Nit’ir k’ibe: The flavor of this spiced, clarified butter will be best if you don’t store it in a refrigerator. Because it’s pure butterfat, with no milk solids, it won’t spoil quickly, but do refrigerate it if you plan to keep it for more than 10 days.


Injera: Injera is more than a bread. At the Ethiopian table, it replaces both plate and fork. Food is served mounded on top of injera , and to pick it up, diners tear off swatches of more injera .

The batter for injera --a blend of wheat flour, t’ef flour and water--sits overnight in tall barrel-like containers. ( T’ef , the preferred grain for injera is a tiny seed; Indiana-grown domestic, t’ef finally became available a few years ago.) It ferments slightly, which gives the bread its distinctive, slightly sour tang. Each injera is cooked by the same method as a French crepe: swirled in a thin stream onto a hot, round non-stick pan then covered for a few seconds until it develops a network of tiny bubbles. These give the sponge-like bread its sopping-up power.

Timatim Fitfit: Fitfits are torn-up pieces of injera mixed with a flavoring (often a wet’ ). Timatim , which means “tomato,” gives its name to a fitfit rather like a bread salad filled with the sparkling flavor combination of minced tomato, chopped fresh jalapen~os, onion and a berbere -spiked dressing.

Asfaw also makes k’wanta fitfit, a stewy blend of diced Ethiopian-style beef jerky with shredded injera and cooked tomatoes in a dillih -laced sauce.

Kitfo: Ethiopians love this finely minced, very lean beef, which is usually (but not always) served raw. It’s a sort of Ethiopian version of steak tartare. Traditionally the meat is blended with warmed nit’ir k’ibe and awaze , but Asfaw prepares it with a special spiced butter she makes just for this dish. The usual accompaniment is fresh Ethiopian-style cottage cheese, here made daily from clabbered buttermilk with the whey drained away.


T’ibs: This is something like a Chinese stir-fry (by the way, the word isn’t plural--it sounds almost like tips , with a catch in the throat after the t ). For awaze t’ibs, lean cubes of beef are seared and tossed with dry-fried onions, tomatoes and dillih so the flavors remain clear and separate. Another version, k’arya t’ibs, omits the spicy red dillih but includes thick slices of jalapen~o. At Selam, t’ibs is always accompanied with the bread salad tematem fitfit .

K’wirt: Ethiopia’s answer to Boy Food is a legacy of the days when only men ate raw meat, passing a chunk of it around the table. To cut off a bite, each diner grabbed the end of the meat with his teeth while slicing upward with a sharp knife, barely missing his nose. Selam serves the meat a little more daintily. It’s sliced and accompanied with a mound of mit’mit’a , a spoonful of awaze for dipping . . . and, of course, injera .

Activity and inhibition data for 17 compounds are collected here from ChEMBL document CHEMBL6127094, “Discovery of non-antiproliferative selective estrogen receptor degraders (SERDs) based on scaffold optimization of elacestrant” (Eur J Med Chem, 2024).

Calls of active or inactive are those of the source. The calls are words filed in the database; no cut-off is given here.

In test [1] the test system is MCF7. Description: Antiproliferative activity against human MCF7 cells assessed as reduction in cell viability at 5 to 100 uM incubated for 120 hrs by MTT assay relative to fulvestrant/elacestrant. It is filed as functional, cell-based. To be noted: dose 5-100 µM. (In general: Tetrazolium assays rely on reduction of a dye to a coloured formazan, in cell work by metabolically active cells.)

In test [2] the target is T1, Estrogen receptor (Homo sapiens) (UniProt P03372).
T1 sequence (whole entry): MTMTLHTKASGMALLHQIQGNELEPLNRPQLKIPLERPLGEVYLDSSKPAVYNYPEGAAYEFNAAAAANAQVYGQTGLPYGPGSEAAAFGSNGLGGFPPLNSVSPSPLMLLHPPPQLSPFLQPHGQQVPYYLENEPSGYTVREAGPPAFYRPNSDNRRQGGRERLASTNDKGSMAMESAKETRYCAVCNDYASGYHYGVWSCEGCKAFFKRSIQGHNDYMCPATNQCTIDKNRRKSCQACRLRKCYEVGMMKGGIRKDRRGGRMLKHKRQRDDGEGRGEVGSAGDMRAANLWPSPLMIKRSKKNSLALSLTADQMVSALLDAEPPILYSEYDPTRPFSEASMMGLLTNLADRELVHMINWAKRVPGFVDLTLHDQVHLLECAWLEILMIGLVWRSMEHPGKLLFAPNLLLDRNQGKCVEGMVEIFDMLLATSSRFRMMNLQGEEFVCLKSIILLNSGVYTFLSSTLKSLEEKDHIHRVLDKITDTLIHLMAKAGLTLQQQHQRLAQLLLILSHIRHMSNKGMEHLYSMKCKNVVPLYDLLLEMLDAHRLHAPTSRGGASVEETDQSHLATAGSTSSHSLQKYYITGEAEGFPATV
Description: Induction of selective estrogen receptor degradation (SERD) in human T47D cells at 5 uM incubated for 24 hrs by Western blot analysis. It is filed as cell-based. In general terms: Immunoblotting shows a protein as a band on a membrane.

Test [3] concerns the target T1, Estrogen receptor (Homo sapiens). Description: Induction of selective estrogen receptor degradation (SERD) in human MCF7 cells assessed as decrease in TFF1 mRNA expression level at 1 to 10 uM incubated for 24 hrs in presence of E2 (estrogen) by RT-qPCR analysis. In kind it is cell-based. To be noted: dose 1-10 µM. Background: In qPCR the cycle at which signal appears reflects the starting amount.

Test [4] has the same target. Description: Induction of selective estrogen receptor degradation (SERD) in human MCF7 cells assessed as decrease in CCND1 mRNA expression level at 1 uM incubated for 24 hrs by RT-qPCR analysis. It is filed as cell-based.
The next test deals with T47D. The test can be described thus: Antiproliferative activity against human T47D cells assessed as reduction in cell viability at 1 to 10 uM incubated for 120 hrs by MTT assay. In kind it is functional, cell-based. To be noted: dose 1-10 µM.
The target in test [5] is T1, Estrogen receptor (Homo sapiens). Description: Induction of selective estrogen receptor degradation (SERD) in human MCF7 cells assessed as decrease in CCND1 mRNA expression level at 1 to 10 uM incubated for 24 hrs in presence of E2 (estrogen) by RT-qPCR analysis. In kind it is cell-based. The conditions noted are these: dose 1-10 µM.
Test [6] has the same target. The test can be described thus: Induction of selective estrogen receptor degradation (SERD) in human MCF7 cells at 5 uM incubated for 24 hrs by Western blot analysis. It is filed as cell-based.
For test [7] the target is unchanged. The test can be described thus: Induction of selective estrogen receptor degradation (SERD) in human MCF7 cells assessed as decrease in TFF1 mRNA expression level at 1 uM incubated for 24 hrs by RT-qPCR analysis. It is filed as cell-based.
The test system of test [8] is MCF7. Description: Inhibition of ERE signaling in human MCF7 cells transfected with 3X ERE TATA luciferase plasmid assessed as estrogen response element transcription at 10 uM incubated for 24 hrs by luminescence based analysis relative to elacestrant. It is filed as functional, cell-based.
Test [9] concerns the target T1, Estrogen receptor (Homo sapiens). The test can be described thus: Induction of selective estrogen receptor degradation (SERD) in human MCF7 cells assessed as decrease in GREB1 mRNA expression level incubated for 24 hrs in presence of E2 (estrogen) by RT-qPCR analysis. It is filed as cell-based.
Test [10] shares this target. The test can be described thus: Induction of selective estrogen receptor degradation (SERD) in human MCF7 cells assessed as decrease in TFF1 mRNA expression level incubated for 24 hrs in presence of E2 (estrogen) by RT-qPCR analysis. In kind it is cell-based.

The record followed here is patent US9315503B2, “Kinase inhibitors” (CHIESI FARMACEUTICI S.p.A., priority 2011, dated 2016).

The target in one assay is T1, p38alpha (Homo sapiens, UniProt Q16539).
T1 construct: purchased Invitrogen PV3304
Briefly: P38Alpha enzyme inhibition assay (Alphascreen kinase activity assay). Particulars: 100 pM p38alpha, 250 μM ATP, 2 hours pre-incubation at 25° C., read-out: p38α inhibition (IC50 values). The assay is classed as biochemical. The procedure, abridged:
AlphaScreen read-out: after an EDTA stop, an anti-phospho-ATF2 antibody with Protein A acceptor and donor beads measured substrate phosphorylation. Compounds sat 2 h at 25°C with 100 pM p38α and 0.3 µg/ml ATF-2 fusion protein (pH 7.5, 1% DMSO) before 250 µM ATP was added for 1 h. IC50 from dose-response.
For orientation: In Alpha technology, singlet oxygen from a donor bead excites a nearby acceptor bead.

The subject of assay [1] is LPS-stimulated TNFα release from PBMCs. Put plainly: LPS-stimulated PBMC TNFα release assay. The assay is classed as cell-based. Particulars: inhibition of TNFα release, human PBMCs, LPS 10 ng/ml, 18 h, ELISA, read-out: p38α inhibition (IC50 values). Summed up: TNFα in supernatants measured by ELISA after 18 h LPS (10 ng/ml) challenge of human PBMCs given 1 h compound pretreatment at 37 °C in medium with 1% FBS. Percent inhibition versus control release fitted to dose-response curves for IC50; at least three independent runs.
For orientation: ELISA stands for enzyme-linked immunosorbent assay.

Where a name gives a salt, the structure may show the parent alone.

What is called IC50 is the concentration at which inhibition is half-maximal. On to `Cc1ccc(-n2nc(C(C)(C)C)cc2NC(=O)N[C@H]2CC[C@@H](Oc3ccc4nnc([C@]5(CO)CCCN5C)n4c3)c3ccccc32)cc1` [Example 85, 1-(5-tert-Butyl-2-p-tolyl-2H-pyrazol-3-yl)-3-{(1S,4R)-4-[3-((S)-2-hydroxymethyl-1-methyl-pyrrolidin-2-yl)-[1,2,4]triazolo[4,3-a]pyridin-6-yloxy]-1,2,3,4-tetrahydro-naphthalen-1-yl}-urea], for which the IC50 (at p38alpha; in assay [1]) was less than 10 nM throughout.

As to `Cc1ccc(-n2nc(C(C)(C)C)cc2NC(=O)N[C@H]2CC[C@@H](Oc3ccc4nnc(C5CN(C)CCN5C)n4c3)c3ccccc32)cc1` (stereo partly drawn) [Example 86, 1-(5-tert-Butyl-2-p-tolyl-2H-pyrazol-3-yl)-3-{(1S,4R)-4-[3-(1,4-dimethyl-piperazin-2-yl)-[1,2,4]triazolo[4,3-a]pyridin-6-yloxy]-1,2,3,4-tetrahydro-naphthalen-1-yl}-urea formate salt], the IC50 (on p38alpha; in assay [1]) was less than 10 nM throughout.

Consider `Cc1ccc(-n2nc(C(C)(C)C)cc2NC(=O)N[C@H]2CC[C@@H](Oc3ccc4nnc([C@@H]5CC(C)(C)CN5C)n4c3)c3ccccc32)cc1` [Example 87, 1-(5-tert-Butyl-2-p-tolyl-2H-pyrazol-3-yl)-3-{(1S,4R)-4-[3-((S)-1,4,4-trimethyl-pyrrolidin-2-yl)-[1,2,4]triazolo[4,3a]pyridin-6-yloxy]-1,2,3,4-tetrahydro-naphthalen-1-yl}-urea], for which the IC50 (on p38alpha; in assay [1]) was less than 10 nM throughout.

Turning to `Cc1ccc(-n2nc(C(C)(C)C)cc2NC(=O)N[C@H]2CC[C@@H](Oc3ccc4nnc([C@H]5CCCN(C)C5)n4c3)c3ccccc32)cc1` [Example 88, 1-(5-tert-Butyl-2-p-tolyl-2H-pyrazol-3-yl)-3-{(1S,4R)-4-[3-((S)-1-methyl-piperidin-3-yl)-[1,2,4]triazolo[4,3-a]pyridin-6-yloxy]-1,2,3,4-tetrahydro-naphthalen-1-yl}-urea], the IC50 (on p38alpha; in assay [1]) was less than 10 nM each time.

Vegetarian Dishes: Although Selam started out specializing in Ethiopian meat dishes, Asfaw finds she has many vegetarian customers. She often prepares the meatless dishes that are eaten on the Ethiopian Coptic Church’s fast days (there are 208 in the year). Along with timatim fitfit and fresh cottage cheese, there might be a tomato-onion salad dressed with a little awaze and dillih or the ultra-spicy yeshiro wet’ , a soupy blend of spiced yellow pea flour cooked with fried onions and chile; it resembles an Indian dal .


Abish: Selam stocks whole and ground fenugreek seeds ( abish ) in the bins under the spice shelves. Ground fenugreek powder is used for abish mit’ad , which is rather like a milkshake. Asfaw’s husband, Samuel, makes it by mixing the powder with plenty of water and allowing it to soak overnight to remove the bitterness. “It’s very important to pour off absolutely all the water,” he says. He then takes a small portion of the soaked powder and mixes it in a blender with honey, milk and crushed ice.

Fenugreek seeds also season nit’ir k’ibe and many legume dishes.

Flax Seeds: For thickening soups, flax seeds are first skillet-roasted then ground to a powder in a blender or with a mortar and pestle. The powder is also a major ingredient in telba fitfit , a popular hot weather dish served chilled that people also often eat when fasting. Telba fitfit consists of dried injera broken into small pieces and soaked in water, flavored with blend of ground roasted flax seeds and berbere.

Tea Spices: Ethiopians flavor tea with spices, and Selam sells the cloves, cinnamon bark and whole cardamom that are used. Some cooks use just one of the spices, others combine all three.

Sinde and Shimbra: Snacking is a critical part of Ethiopian eating because a full-scale meal may only be served twice or even once a day. The nourishing snacks that keep everyone going are crunchy roasted grains or legumes, Ethiopia’s equivalent of potato chips or popcorn. Sinde is pan-roasted whole-wheat kernels. Selam also sells shimbra , the tiniest chickpeas I’ve ever seen--smaller than a green pea. Before roasting in an oven, first boil in water for about 10 minutes and dry well. Some cooks add salt as the chickpeas cook.